Mod Memoirs — Part 3 — The Bands

Bill Crandall
5 min readJun 22, 2021
Count 4

Up until the summer of 1983, there were a few bits and pieces (odds and sods?) of mod-ism in DC, but they hadn’t yet fully fused into a scene. Count 4 was definitely the first mod band, and their (and later Modest Proposal’s) bassist Perry Flint was arguably the first full-on mod in DC, with a Vespa decked out in more headlights than you could count. A story has it that when a young Paul Weller had a live interview at the old WHFS, Perry heard it on the air and managed to be casually parked outside the station on his scooter as Weller came out. Well played.


The Reply

While MP was more power-pop and dipped in 60s references like The Kinks and The Who, The Reply were more indebted to The Clash, The Jam, and neo-ska. Singer-bassist Gary Roth was a strong lyricist, with a more strident political bent than Neal’s romantic musings. We played countless shows with The Reply, who were much younger, like our little brothers-in-mod. They were supposed to play with MP for the upcoming 2021 reunion show, as they did at the first reunion at Comet a decade ago, but it wasn’t to be this time. By chance I just met up with Reply guitarist Ted Riederer (right) the other night, he’s been in NY for years, doing cool things like running a gallery and taking his Never Records art/music project around the world. Still a DC DIY idealist at heart.


The Now

The Now were a powerful, eclectic, boisterous DC ska band that formed in 1987, so were somewhat later than the first round of bands. Tragically, their singer Gene Hawkins (second from right) died young, as did bassist JW Hill (left).


The Motives

The Motives were classmates at Georgetown Day School, which for some reason was a particular bastion of Modest Proposal fervor. I was the youngest in MP by 5–6 years, but still maybe three years older than the average of the GDS high school contingent. So I could hang out with them without being totally undignified, but barely. The Motives were a great band and we played a lot of shows together. Though looks like their mod-ness didn’t last long. To be fair, by the end of MP we were also, um, ‘experimenting’ with new unfortunate looks. These guys rolled with the times much better.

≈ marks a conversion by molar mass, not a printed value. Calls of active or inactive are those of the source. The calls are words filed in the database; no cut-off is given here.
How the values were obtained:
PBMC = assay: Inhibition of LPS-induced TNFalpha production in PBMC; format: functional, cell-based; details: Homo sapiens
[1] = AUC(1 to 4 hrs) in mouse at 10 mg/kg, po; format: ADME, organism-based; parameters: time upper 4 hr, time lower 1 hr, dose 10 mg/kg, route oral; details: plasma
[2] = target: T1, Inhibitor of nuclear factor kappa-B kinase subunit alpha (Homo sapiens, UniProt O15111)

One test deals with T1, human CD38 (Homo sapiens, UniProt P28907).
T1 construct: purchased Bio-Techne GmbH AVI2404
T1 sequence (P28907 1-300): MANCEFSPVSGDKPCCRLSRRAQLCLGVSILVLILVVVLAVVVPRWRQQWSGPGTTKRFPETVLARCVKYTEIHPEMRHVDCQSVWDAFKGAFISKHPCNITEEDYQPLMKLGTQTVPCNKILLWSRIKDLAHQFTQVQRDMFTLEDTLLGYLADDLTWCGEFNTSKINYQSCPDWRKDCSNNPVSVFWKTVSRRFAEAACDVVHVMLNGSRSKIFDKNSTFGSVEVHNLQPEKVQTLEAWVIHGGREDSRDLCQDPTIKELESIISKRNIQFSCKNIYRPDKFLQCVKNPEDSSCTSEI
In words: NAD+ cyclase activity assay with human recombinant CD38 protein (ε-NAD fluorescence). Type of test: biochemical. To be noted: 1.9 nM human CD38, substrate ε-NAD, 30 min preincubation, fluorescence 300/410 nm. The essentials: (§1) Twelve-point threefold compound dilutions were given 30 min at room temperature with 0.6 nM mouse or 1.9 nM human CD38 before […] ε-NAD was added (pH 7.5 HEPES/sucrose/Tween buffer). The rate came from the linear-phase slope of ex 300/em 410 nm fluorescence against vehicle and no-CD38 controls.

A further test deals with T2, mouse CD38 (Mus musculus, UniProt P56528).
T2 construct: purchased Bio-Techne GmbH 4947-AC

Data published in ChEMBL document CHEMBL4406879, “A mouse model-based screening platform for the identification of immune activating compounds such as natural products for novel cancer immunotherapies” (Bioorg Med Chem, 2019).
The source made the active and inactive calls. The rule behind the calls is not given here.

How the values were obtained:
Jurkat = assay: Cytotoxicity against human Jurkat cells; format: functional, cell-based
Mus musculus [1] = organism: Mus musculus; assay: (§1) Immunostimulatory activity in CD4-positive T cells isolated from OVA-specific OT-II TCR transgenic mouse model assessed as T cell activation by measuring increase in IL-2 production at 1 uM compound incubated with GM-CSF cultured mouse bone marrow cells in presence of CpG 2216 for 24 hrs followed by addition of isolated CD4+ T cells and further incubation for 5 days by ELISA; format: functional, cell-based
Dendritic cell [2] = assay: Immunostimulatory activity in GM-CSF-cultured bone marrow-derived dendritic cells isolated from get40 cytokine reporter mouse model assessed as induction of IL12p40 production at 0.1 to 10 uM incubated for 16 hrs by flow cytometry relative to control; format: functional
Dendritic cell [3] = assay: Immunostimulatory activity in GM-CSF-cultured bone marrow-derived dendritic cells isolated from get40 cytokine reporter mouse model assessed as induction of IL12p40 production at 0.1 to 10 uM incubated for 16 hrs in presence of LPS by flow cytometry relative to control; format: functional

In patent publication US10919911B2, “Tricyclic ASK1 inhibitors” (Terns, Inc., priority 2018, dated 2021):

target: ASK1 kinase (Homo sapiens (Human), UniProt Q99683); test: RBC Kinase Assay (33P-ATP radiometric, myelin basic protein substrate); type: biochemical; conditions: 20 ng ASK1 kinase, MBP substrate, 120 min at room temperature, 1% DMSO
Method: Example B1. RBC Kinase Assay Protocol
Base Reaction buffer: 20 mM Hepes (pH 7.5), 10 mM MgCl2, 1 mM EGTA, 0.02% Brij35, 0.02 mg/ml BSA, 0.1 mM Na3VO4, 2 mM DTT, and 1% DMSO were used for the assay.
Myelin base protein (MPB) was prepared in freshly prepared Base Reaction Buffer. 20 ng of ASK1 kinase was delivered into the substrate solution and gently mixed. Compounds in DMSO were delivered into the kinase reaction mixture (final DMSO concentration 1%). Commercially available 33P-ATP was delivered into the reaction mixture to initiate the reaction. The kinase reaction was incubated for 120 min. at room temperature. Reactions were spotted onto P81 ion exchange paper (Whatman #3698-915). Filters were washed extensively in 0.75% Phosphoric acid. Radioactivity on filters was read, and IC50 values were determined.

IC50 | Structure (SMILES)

The Rhomboids

The Rhomboids were a great, high-energy 60s psychedelic band that often gigged with some of the later bands like The Now, The Mondays, etc. I distinctly remember the moment I met bass player Mike Tierney. He was standing on the sidewalk one night outside Olssons Records in Georgetown, waiting for someone. A group of us mods including the GDS crowd and others were literally running down the street. Passing Mike, I noticed he was dressed mod. He looked at us, something between bafflement and expectation, so I just said “come on!” and he took off running with us. And became friends for life. Here’s a pic from two years ago visiting stately Tierney manor in upstate NY.

Mike Tierney and Bill Crandall, 2019


The Mondays; Neal and Neil on the train to NY

To be technically on-brand we wrote it as The Mondays!. We were the successor to Modest Proposal, with Neal and I joining forces in 1987 with the rhythm section of The Generation (David Thornell’s former band). By that time, bands like The Now and others were still rolling, but overall the so-called mod revival was on the wane on both sides of the pond. Once The Mondays were in NY for a three-band mod show and our bassist Neil Sherman said we could crash at his college friend Lieb’s place. “Lieb” was an up and coming comedian who met us the next morning to go to Katz’s deli for breakfast, I remember he was a nice guy and was eagerly firing zingers as we walked, but I was grumpy from sleeping on the floor. Turns out Lieb was Jon Liebowitz, aka Jon Stewart. Neil Sherman died suddenly at age 39 in 2001, while living in NY and playing in bands. He was engaged to be married.


The Skanksters

Ok, the Skanksters, as they were known, weren’t a band but should have been. They were a kind of good-natured gang of Madness disciples and, maybe paradoxically, they were army dudes. Old Guard no less, the ceremonial unit based at Fort Myers in Rosslyn. You could usually find them mod/ska dancing on the dance floor at Poseurs, right by Key Bridge. They came on scooter runs, and they threw some of the best house parties (as you might imagine). I remember one of them scaling the high stone wall next to the Exorcist stairs on a dare. OG rude boys.

Not a comprehensive list by any stretch, but hopefully that gives a good overview. All of these bands (plus Modest Proposal) knew each other, played shows together, saw each other at house parties, record stores, and scooter rides. It really was a ‘scene’. More on that coming up.

Bill Crandall

Photographer and educator. Exploring how art and stories can take us forward. Carrying the fire.